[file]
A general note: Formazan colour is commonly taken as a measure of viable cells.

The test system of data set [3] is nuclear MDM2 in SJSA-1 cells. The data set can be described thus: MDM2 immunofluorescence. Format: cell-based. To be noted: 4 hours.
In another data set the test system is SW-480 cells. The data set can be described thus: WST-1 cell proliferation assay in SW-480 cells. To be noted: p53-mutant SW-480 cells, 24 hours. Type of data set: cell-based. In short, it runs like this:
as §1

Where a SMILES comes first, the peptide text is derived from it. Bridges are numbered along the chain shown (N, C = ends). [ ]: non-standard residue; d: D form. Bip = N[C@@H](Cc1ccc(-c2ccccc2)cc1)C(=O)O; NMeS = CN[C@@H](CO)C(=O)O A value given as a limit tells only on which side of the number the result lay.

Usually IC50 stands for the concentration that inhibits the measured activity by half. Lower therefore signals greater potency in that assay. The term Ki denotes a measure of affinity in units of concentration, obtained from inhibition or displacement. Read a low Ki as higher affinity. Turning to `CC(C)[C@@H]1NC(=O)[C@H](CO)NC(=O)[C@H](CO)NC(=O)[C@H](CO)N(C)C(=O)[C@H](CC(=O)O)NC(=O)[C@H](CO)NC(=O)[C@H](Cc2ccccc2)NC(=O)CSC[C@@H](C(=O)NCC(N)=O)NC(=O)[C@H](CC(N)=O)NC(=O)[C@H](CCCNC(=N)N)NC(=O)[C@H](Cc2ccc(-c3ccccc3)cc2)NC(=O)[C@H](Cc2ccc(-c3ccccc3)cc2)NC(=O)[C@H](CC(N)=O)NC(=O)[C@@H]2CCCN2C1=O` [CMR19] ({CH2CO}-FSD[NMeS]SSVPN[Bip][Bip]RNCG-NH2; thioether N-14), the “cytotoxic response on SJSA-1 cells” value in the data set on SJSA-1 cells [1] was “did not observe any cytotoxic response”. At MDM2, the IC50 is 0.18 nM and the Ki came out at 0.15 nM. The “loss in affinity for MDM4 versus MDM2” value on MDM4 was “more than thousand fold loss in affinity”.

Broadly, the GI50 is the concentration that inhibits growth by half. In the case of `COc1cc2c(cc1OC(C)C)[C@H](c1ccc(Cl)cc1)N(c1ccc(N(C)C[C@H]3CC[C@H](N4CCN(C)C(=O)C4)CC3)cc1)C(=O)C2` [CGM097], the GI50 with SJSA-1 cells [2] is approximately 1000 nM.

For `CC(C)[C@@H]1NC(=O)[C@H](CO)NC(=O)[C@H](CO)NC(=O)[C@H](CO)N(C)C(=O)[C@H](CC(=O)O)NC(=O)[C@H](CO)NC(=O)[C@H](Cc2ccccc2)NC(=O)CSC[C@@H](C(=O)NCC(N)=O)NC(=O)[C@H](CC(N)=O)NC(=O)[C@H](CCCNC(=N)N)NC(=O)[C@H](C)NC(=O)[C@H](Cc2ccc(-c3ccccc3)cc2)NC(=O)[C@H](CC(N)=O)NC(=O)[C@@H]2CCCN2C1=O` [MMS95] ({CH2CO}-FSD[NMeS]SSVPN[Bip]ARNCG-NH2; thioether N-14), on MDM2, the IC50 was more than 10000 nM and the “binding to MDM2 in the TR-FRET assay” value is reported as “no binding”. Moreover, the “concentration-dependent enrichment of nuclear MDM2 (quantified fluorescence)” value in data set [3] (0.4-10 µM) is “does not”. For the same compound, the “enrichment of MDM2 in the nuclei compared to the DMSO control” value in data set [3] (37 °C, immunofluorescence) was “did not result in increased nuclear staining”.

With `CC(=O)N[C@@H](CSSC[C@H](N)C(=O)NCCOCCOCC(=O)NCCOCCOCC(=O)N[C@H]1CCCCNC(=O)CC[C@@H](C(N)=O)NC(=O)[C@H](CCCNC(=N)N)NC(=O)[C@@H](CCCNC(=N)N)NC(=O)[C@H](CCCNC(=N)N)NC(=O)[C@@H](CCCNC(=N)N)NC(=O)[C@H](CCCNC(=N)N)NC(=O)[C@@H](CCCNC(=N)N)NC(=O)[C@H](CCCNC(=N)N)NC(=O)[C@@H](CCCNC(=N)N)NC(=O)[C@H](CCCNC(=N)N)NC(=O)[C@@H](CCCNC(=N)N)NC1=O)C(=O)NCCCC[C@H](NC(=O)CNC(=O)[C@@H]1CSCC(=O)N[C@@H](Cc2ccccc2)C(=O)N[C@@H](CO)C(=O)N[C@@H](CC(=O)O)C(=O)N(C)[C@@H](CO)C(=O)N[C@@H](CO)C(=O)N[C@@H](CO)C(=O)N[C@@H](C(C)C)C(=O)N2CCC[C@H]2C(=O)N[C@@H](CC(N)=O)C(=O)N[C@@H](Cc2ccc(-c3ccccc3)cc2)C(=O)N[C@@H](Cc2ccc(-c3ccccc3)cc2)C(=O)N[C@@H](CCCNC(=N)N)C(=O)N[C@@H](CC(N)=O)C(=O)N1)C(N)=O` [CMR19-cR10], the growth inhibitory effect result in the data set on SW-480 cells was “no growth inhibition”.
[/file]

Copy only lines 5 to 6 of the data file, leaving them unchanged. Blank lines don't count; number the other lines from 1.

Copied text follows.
Where a SMILES comes first, the peptide text is derived from it. Bridges are numbered along the chain shown (N, C = ends). [ ]: non-standard residue; d: D form. Bip = N[C@@H](Cc1ccc(-c2ccccc2)cc1)C(=O)O; NMeS = CN[C@@H](CO)C(=O)O A value given as a limit tells only on which side of the number the result lay.

Usually IC50 stands for the concentration that inhibits the measured activity by half. Lower therefore signals greater potency in that assay. The term Ki denotes a measure of affinity in units of concentration, obtained from inhibition or displacement. Read a low Ki as higher affinity. Turning to `CC(C)[C@@H]1NC(=O)[C@H](CO)NC(=O)[C@H](CO)NC(=O)[C@H](CO)N(C)C(=O)[C@H](CC(=O)O)NC(=O)[C@H](CO)NC(=O)[C@H](Cc2ccccc2)NC(=O)CSC[C@@H](C(=O)NCC(N)=O)NC(=O)[C@H](CC(N)=O)NC(=O)[C@H](CCCNC(=N)N)NC(=O)[C@H](Cc2ccc(-c3ccccc3)cc2)NC(=O)[C@H](Cc2ccc(-c3ccccc3)cc2)NC(=O)[C@H](CC(N)=O)NC(=O)[C@@H]2CCCN2C1=O` [CMR19] ({CH2CO}-FSD[NMeS]SSVPN[Bip][Bip]RNCG-NH2; thioether N-14), the “cytotoxic response on SJSA-1 cells” value in the data set on SJSA-1 cells [1] was “did not observe any cytotoxic response”. At MDM2, the IC50 is 0.18 nM and the Ki came out at 0.15 nM. The “loss in affinity for MDM4 versus MDM2” value on MDM4 was “more than thousand fold loss in affinity”.